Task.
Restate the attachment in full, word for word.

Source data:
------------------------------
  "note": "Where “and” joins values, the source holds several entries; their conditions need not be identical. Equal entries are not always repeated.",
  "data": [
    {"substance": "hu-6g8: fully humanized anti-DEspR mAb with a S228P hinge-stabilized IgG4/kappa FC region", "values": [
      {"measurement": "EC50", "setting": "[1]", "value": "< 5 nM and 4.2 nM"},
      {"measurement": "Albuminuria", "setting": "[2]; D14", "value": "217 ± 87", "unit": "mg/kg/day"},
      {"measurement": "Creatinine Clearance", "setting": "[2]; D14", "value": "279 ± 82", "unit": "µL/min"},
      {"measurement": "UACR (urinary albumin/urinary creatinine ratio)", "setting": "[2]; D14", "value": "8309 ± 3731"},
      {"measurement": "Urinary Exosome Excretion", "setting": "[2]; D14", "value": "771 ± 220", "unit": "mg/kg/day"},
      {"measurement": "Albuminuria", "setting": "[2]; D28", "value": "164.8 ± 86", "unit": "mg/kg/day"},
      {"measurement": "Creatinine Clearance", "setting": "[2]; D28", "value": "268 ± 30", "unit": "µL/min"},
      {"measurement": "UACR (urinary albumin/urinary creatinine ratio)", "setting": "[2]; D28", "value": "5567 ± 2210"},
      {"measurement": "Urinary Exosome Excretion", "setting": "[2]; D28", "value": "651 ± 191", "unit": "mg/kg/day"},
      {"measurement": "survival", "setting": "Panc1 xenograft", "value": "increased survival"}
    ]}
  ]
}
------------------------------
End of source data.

  "note": "Where “and” joins values, the source holds several entries; their conditions need not be identical. Equal entries are not always repeated.",
  "data": [
    {"substance": "hu-6g8: fully humanized anti-DEspR mAb with a S228P hinge-stabilized IgG4/kappa FC region", "values": [
      {"measurement": "EC50", "setting": "[1]", "value": "< 5 nM and 4.2 nM"},
      {"measurement": "Albuminuria", "setting": "[2]; D14", "value": "217 ± 87", "unit": "mg/kg/day"},
      {"measurement": "Creatinine Clearance", "setting": "[2]; D14", "value": "279 ± 82", "unit": "µL/min"},
      {"measurement": "UACR (urinary albumin/urinary creatinine ratio)", "setting": "[2]; D14", "value": "8309 ± 3731"},
      {"measurement": "Urinary Exosome Excretion", "setting": "[2]; D14", "value": "771 ± 220", "unit": "mg/kg/day"},
      {"measurement": "Albuminuria", "setting": "[2]; D28", "value": "164.8 ± 86", "unit": "mg/kg/day"},
      {"measurement": "Creatinine Clearance", "setting": "[2]; D28", "value": "268 ± 30", "unit": "µL/min"},
      {"measurement": "UACR (urinary albumin/urinary creatinine ratio)", "setting": "[2]; D28", "value": "5567 ± 2210"},
      {"measurement": "Urinary Exosome Excretion", "setting": "[2]; D28", "value": "651 ± 191", "unit": "mg/kg/day"},
      {"measurement": "survival", "setting": "Panc1 xenograft", "value": "increased survival"}
    ]}
  ]
}